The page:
Firepit/Outdoor Fireplace

The following piece is a work in progress. This photo was taken before the roof was lowered and before the door installation frames were installed. This was the first test fire.

After noticing some draft issues and trying to install a pipe for smoke on top I had to do some redesigning. I needed a way to keep smoke from going out the sides and create an upward draft. So the next idea is to create more of an enclosure and removable doors for 3 sides for when the fire gets too cool. The walls to enclose the frame-work of the doors have been made but not installed yet. It has been too windy and dry to work on this piece for a while.

Finally, after months of not being able to weld because of drought and wind conditions, I have finished this piece to where it is functioning the way it was intended. I have closed off the sides a bit, reduced the height, added more roof line, and have attached an interior spark screen and some pipe. I may change the top pipe, I am not sure if it needs to be this high. Each side has a door to close off the fire. This arrangement works well here because our winds come from all directions and you have to be prepared for a switch in wind direction anytime you are burning. Now instead of a weird fire pit, it looks sort of like a hobbit home. I suppose that still makes it a weird fire pit.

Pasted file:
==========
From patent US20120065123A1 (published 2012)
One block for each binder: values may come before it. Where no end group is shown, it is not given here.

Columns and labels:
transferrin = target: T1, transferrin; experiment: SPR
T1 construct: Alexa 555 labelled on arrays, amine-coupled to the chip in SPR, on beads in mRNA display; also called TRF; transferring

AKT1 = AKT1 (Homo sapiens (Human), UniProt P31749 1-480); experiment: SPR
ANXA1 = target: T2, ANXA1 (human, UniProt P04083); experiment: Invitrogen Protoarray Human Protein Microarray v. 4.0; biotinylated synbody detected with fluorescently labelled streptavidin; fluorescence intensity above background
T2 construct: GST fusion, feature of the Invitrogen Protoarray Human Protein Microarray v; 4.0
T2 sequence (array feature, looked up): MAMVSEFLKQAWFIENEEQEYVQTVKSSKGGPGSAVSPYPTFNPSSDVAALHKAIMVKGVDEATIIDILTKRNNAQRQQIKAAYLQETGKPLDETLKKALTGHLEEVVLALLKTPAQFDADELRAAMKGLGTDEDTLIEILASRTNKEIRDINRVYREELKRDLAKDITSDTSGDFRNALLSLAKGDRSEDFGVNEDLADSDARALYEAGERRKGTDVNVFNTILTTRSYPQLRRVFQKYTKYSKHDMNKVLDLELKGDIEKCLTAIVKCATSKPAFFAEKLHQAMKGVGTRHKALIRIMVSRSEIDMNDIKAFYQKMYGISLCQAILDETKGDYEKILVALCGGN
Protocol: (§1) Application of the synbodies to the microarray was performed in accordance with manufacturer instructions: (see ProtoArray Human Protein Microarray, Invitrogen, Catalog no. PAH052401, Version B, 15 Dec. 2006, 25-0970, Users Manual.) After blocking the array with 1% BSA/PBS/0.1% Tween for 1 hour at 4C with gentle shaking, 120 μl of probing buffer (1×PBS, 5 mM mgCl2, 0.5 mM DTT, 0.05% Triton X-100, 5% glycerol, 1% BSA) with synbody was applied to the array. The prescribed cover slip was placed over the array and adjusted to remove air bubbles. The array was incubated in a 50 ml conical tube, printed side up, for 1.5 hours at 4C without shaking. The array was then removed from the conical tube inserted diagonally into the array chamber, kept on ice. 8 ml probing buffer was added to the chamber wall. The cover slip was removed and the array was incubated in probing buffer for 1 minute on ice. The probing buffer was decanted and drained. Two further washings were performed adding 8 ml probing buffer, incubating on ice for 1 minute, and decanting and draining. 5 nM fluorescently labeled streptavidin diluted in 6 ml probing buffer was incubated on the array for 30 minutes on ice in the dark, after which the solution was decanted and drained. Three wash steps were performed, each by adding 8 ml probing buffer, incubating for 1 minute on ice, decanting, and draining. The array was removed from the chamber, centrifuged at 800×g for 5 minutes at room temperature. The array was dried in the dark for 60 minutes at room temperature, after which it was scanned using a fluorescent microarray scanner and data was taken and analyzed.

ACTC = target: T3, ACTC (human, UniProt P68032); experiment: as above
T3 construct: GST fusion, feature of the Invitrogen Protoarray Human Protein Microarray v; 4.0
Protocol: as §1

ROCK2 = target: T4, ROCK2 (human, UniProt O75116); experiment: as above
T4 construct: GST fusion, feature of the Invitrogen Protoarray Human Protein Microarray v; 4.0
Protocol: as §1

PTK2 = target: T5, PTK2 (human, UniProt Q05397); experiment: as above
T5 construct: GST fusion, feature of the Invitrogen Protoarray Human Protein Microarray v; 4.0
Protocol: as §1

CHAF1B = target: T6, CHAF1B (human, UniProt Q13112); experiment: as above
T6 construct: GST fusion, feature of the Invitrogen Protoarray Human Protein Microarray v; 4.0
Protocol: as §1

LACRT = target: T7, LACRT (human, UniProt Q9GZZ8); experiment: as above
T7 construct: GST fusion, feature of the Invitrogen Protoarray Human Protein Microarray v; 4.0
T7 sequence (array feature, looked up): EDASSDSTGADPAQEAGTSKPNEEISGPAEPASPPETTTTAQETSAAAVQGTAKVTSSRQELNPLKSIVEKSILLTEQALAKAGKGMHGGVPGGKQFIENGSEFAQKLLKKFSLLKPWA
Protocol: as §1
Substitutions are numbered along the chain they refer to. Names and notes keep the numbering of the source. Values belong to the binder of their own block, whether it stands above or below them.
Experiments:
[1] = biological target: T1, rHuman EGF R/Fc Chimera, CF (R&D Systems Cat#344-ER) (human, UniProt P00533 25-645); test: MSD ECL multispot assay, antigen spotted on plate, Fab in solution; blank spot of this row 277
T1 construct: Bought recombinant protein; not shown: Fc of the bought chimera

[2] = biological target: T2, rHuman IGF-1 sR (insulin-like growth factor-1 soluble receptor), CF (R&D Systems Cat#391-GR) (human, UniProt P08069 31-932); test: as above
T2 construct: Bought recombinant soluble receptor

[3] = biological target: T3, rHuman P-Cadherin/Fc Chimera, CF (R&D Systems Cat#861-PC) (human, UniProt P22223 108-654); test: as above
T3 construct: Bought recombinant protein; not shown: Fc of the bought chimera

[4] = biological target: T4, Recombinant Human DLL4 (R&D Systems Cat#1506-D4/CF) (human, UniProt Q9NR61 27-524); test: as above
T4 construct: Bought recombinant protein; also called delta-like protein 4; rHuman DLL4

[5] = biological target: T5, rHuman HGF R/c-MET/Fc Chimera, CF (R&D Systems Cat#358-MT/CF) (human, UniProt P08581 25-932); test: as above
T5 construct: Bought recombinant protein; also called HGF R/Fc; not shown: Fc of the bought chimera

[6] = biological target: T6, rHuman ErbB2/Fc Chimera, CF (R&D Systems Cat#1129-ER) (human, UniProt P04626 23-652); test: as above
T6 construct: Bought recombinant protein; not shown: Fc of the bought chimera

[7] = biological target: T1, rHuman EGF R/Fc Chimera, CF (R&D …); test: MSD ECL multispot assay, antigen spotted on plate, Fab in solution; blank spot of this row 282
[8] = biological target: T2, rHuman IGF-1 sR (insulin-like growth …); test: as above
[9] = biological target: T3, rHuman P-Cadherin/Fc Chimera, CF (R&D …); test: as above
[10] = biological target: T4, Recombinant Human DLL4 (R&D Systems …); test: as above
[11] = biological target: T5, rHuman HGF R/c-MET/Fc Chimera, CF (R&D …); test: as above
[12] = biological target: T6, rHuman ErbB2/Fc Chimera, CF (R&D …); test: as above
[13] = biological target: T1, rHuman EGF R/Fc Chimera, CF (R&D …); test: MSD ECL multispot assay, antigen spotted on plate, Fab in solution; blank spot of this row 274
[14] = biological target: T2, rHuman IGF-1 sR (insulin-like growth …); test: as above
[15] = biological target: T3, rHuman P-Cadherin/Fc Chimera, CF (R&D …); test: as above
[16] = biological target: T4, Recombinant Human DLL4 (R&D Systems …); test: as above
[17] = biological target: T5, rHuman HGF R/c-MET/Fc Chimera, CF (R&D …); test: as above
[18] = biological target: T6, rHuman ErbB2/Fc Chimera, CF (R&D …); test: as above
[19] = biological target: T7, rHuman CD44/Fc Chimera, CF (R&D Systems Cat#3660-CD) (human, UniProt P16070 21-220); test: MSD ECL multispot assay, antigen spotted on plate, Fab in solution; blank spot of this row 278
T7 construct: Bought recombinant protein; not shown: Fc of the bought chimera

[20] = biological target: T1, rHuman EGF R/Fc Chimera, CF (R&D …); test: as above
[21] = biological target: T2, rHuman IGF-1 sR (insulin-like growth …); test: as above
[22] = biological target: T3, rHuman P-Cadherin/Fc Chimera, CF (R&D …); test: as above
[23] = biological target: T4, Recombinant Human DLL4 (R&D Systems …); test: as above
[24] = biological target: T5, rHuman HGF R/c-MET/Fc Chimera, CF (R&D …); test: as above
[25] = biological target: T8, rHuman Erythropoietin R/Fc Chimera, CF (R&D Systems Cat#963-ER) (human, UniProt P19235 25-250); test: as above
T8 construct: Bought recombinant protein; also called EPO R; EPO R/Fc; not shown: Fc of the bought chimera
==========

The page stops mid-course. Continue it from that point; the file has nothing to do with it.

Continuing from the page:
When we burned this last Friday evening. We tested every configuration to see how it works. That evening we had winds from several directions because of drafts from nearby storms. When we were finished there was still wood in the pit burning and we closed off all doors. (Never at any time during this testing did we experience smoke getting trapped under the patio roof like before. We no longer have to be concerned about being smoked out). Saturday morning there was only ash. All the wood burned.

The next test I might try is to see if I can use this as a low fire burn for ceramics; bury the pottery (greenware) under a hot fire then close the doors and let it burn out till morning and see how it fired the clay. But I will have to purchase some clay and make some art before we get to that point. Photos of the finished work are below. I am thinking I will not paint it but allow it to rust all over and let the heat color it. Any suggestions?

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